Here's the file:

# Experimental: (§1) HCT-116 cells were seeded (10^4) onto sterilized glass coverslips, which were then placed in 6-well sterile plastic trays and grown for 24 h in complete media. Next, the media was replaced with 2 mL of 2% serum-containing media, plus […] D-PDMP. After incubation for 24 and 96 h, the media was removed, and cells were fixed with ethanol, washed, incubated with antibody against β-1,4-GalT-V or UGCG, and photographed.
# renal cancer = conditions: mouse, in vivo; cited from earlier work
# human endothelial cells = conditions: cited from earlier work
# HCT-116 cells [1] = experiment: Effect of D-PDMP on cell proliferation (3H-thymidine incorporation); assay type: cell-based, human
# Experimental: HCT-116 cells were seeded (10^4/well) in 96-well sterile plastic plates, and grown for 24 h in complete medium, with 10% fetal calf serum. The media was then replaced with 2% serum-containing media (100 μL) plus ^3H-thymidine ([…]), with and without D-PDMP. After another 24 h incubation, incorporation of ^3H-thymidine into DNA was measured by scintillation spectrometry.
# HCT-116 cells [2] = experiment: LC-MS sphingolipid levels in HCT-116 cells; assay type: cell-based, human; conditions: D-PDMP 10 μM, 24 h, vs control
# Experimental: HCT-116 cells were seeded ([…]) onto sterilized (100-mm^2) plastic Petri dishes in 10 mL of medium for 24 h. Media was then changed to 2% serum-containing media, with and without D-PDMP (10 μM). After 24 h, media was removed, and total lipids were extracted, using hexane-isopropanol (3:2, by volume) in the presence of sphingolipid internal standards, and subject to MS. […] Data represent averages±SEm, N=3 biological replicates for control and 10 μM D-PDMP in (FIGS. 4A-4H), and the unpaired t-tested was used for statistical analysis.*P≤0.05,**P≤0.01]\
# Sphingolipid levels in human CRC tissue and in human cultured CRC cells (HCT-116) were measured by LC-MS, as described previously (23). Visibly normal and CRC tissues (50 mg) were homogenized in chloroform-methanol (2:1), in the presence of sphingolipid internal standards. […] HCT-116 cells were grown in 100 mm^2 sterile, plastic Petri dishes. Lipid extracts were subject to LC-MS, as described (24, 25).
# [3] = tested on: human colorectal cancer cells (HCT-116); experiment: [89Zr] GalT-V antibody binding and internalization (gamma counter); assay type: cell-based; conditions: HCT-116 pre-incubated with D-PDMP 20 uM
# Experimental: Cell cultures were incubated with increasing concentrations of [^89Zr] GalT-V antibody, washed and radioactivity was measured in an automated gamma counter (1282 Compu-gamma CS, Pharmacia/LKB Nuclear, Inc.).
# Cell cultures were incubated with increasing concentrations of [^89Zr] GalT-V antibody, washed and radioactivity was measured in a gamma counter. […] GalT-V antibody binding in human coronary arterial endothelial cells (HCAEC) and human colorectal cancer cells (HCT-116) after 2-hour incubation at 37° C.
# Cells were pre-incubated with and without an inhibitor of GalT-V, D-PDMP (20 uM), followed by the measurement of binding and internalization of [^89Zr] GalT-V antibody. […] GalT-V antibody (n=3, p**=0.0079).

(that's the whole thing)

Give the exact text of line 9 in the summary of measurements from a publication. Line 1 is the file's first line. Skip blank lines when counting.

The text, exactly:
# [3] = tested on: human colorectal cancer cells (HCT-116); experiment: [89Zr] GalT-V antibody binding and internalization (gamma counter); assay type: cell-based; conditions: HCT-116 pre-incubated with D-PDMP 20 uM